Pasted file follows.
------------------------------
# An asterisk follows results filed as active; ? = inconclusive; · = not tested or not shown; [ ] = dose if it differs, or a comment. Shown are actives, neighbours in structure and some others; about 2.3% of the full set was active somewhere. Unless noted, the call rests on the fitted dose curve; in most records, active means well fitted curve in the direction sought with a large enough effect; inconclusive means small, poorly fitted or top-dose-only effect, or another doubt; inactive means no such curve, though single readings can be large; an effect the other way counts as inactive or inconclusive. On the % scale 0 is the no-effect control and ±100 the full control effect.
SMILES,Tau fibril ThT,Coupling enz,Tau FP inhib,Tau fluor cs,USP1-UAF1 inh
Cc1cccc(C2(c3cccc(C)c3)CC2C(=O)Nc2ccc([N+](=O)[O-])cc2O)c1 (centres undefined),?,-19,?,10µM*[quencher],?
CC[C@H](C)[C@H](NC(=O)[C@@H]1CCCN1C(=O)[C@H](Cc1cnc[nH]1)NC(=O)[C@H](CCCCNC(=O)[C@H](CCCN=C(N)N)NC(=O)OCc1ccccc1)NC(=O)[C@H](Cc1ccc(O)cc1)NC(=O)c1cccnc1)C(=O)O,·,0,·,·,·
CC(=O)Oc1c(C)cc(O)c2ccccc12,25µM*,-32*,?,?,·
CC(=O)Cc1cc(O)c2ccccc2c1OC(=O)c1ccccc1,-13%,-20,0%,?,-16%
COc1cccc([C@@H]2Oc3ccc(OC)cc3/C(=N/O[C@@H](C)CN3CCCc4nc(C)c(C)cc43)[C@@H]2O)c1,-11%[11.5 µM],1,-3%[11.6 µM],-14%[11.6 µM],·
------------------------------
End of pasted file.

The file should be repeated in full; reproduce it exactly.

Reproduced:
# An asterisk follows results filed as active; ? = inconclusive; · = not tested or not shown; [ ] = dose if it differs, or a comment. Shown are actives, neighbours in structure and some others; about 2.3% of the full set was active somewhere. Unless noted, the call rests on the fitted dose curve; in most records, active means well fitted curve in the direction sought with a large enough effect; inconclusive means small, poorly fitted or top-dose-only effect, or another doubt; inactive means no such curve, though single readings can be large; an effect the other way counts as inactive or inconclusive. On the % scale 0 is the no-effect control and ±100 the full control effect.
SMILES,Tau fibril ThT,Coupling enz,Tau FP inhib,Tau fluor cs,USP1-UAF1 inh
Cc1cccc(C2(c3cccc(C)c3)CC2C(=O)Nc2ccc([N+](=O)[O-])cc2O)c1 (centres undefined),?,-19,?,10µM*[quencher],?
CC[C@H](C)[C@H](NC(=O)[C@@H]1CCCN1C(=O)[C@H](Cc1cnc[nH]1)NC(=O)[C@H](CCCCNC(=O)[C@H](CCCN=C(N)N)NC(=O)OCc1ccccc1)NC(=O)[C@H](Cc1ccc(O)cc1)NC(=O)c1cccnc1)C(=O)O,·,0,·,·,·
CC(=O)Oc1c(C)cc(O)c2ccccc12,25µM*,-32*,?,?,·
CC(=O)Cc1cc(O)c2ccccc2c1OC(=O)c1ccccc1,-13%,-20,0%,?,-16%
COc1cccc([C@@H]2Oc3ccc(OC)cc3/C(=N/O[C@@H](C)CN3CCCc4nc(C)c(C)cc43)[C@@H]2O)c1,-11%[11.5 µM],1,-3%[11.6 µM],-14%[11.6 µM],·